Posted on Tuesday 31 January 2017 by ub digital
Belfast City Council’s Chief Executive Suzanne Wylie joins Deloitte Partner Simon Bedford to launch Deloitte’s first Belfast Crane Survey.
The construction sector in Belfast has experienced its busiest year since 2008, according to a new report from Deloitte.
Its Real Estate Crane Survey revealed that 30 schemes are currently under construction or have been recently completed in the city, a sign of a resurgence in the sector after several quiet years since the start of the downturn.
Of that, 19 schemes are currently under construction while 11 were completed during 2016, including four new educational facilities, seven new student accommodation projects, six office developments and eight hotels.
Simon Bedford, partner in Deloitte’s Real Estate practice, said the city is on the up.
“The report shows that Belfast is on an upward trajectory as a location for investment and development. The number of developments completed and breaking ground in Belfast during 2016 demonstrates real progress since the release of Belfast City Council’s City Centre Investment Framework in 2015.”
The report measured the volume of development – including office, retail, leisure, residential, student accommodation, education and hotels - taking place across the so-called “city core”: the Waterfront, Titanic Quarter, Transport Hub, Inner North and Southern Fringe.
It measures offices over 10,000 square feet, retail space over 10,000 square feet, residential over 25 units and only “significant” education, leisure and hotel schemes.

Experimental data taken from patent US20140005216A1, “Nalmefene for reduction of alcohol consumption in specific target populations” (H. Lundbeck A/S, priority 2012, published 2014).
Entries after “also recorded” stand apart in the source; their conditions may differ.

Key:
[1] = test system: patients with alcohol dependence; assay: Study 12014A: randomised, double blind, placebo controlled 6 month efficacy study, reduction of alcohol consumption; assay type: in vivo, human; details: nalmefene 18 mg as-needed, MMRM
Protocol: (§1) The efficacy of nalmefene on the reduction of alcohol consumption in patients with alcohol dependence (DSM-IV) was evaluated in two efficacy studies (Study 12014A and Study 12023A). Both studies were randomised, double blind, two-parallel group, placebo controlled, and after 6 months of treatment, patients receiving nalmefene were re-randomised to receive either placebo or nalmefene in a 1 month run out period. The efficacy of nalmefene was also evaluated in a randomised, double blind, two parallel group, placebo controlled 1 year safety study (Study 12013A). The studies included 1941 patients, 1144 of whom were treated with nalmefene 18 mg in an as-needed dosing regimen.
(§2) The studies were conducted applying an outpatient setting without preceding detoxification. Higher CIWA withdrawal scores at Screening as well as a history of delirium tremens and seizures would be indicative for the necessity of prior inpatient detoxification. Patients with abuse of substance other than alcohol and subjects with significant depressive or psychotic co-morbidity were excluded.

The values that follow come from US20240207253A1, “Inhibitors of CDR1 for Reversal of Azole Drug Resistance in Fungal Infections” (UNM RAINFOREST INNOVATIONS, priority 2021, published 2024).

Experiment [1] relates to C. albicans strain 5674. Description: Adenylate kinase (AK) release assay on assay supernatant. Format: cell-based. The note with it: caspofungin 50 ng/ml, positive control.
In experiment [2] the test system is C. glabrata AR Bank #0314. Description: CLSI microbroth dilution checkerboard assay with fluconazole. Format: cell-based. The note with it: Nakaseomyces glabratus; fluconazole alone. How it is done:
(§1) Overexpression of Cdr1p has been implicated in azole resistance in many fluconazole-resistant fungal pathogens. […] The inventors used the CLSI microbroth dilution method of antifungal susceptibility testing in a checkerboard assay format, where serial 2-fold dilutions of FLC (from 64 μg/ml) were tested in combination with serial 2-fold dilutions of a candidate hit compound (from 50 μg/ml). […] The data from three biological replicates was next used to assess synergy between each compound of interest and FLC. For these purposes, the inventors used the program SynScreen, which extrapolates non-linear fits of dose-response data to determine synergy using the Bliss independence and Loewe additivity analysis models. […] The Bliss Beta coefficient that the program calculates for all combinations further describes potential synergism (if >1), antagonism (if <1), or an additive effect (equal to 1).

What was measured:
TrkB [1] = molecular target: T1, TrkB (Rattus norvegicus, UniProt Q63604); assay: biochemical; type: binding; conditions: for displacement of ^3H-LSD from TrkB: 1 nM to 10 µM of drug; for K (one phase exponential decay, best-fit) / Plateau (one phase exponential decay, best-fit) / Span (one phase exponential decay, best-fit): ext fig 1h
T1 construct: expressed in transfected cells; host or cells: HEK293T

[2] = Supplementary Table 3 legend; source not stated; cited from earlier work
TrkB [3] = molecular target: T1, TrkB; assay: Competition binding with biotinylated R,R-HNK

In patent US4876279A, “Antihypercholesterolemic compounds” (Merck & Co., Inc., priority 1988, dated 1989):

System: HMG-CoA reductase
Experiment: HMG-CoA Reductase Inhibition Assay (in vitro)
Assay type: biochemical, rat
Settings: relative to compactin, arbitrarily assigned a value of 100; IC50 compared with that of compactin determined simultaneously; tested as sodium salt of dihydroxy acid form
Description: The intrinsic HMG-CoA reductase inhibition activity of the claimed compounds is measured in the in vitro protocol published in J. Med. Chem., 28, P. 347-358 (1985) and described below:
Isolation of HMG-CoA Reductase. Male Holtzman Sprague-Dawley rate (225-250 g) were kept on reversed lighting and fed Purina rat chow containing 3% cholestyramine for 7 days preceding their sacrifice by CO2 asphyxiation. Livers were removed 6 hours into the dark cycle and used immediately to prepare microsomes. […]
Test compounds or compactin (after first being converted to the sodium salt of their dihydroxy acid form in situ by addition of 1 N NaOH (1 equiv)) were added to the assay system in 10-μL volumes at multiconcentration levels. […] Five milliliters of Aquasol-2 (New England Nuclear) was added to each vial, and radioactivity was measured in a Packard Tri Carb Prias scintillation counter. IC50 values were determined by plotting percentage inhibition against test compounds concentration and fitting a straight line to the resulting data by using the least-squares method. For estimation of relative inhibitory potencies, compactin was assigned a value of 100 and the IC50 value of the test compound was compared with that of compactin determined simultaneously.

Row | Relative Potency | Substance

Mr Bedford said the education and tourism sectors have been particularly busy with two hotels completed in 2016 and a further six currently under construction, in total set to deliver over 1,000 new hotel rooms.
And the report said Ulster University’s new campus is set to be a game changer.
It said almost 2,500 student accommodation bed-spaces across seven major projects are currently being built in the city centre area.
This is in addition to 413 bed-spaces that completed in 2016. Queen’s University is also continuing its investment in new teaching facilities and supporting new student residential development in the city centre.
And he said the pipeline for development is encouraging.
“Our first Belfast Crane Survey confirms that Belfast has much to look forward to. Preparation work is taking place on the construction of a new transport interchange at Great Victoria Street and the development of a cultural hub around York Street/ North Street. Reshaped plans for the Royal Exchange area are also moving forward.
“These plans will drive the next major moves for Belfast as a city. It is also highly encouraging to note the direct investment being made by Belfast City Council in their city centre – most notably in 2016 through the joint acquisition of the historic former Belfast Telegraph building on York Street.”
Meanwhile, Suzanne Wylie, Chief Executive of Belfast City Council, said Belfast is set for a period of growth.
“Over the next five years, the City has, through its recently launched Belfast Agenda, set out more ambitious targets to create 15,000 new jobs, double tourism spend and encourage another £1.5bn of investment in more buildings and regeneration projects to meet demands. This survey demonstrates that we have momentum that will be to the benefit of every part of Northern Ireland, not just Belfast.
“The model that works for all successful regions across the world is to develop a very strong city which helps to grow supply chains throughout the region, creates significantly more money in people’s pockets to spend and helps to pay for the infrastructure and local developments needed across Northern Ireland.”